If you’ve stepped in the gym at least a few times in your life, you’re probably seen these weird and whacky things called weightlifting shoes.
AKA squat shoes, because essentially that’s what they do, give you more depth on squats.
However there are a few things you need to know before getting some for yourself.
Things like heel height, security straps, stability etc, and several other things, all determine the type of weightlifting shoe you need.
Some of you may not need to use them at all.
Just because your new gym bro told you to get some, it doesn’t mean you need them.
Here’s some important things you need to know before diving in and making that investment.
Summary: Heel height is very important. It’s the most important factor for the type of lifting shoe you need. Generally speaking, tall people should opt for a higher heel, shorter people for a lower heel. But I recommend checking out the table below so you know exactly what you need.
Heel height is the staple of your weightlifting shoes.
The industry standard is 0.75″, but some go down to 0.5″, or as high as 1″.
The correct heel height for you is determined by leg length, torso length, ankle mobility, hip mobility, and your lifting goals.
Here’s a table from barbend.com outlining the most effective heel height for your body type.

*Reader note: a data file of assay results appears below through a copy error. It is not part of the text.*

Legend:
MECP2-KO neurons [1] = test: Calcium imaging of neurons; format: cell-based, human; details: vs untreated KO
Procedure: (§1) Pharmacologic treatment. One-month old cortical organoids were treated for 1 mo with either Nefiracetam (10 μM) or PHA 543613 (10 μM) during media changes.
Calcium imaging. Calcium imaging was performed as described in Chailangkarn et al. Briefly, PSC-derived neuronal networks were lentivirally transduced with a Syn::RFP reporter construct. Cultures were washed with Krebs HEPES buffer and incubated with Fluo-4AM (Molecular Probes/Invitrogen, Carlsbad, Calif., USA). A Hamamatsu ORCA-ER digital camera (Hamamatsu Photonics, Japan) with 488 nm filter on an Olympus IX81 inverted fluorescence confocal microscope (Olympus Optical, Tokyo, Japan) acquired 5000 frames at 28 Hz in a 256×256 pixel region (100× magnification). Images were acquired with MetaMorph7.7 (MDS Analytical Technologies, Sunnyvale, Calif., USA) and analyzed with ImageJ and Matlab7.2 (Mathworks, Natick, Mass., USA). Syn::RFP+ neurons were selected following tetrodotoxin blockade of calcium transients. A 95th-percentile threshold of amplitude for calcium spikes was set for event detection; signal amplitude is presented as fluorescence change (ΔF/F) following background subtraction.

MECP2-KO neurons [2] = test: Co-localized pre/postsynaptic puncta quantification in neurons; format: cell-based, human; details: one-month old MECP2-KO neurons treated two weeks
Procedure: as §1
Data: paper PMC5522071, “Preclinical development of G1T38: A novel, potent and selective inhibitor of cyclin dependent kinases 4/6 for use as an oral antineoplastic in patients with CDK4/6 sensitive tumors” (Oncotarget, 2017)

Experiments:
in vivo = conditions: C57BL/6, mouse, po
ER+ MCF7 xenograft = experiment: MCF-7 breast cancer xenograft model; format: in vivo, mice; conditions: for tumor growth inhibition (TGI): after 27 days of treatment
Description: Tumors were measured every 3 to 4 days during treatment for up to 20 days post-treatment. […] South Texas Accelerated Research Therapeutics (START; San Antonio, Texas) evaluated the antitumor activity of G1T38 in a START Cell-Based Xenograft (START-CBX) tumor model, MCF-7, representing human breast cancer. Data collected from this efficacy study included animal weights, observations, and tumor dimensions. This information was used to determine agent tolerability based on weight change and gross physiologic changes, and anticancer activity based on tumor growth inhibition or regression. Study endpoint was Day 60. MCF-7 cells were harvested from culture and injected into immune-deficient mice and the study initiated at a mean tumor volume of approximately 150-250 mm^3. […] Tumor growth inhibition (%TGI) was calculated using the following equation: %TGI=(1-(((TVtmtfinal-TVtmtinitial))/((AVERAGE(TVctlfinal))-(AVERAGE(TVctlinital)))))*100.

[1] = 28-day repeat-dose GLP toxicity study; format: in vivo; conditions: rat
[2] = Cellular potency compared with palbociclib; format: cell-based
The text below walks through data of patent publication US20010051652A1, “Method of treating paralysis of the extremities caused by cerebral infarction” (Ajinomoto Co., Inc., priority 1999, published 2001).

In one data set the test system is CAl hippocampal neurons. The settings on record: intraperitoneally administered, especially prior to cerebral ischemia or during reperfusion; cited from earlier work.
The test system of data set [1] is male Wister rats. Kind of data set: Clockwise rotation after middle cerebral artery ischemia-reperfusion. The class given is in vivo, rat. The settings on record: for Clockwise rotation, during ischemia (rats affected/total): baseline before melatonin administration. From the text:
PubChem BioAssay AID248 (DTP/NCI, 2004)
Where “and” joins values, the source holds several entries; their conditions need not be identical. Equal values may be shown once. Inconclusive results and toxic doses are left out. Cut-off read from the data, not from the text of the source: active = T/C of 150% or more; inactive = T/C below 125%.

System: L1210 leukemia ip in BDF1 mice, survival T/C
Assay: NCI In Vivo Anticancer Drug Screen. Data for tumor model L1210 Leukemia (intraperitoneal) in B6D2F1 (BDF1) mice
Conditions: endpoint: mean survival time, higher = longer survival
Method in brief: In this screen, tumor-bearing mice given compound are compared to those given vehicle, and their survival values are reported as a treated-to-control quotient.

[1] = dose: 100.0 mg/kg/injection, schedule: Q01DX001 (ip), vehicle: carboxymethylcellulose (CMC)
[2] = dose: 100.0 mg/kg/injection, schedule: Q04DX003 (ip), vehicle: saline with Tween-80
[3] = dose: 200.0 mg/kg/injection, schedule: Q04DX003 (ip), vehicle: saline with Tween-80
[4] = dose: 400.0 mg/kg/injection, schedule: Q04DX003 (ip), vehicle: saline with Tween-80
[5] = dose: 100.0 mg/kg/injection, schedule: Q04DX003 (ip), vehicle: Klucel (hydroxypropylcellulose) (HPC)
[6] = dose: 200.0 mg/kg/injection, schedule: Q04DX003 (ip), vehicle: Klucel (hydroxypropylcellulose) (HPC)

> means .75″ or more
< means .75″ or less
A field test you can do right now is place something under your feet and elevate your heel.
If you can do it in the gym, even better. A 5 pound plate is good.
Does the increased height help or worsen your form?
If you can hit more depth without much stress on the knees, then you know a lifting shoe is for you.
Now whether or not you need .75″ depends on your body type.
Use the table above for a basic overview.
Summary: The extra ankle stability from the boot height will help you stay balanced and keep you tight as you perform heavy lifts. Generally this is better or heavy people.
Boot height isn’t THAT important.
It’s mostly personal preference.
Although your body weight does play a role in the boot height you need.
Essentially boot height is added security.
And if you’re a heavier or tall person, you are the most vulnerable for injury.
Summary: The heel material is not that big of a deal and you can’t go wrong with the standard TPU.
The heel is the platform you stand on. It’s what you will be pressing off of to drive through the floor.
Nowadays the most common is TPU, which is a hard and durable plastic.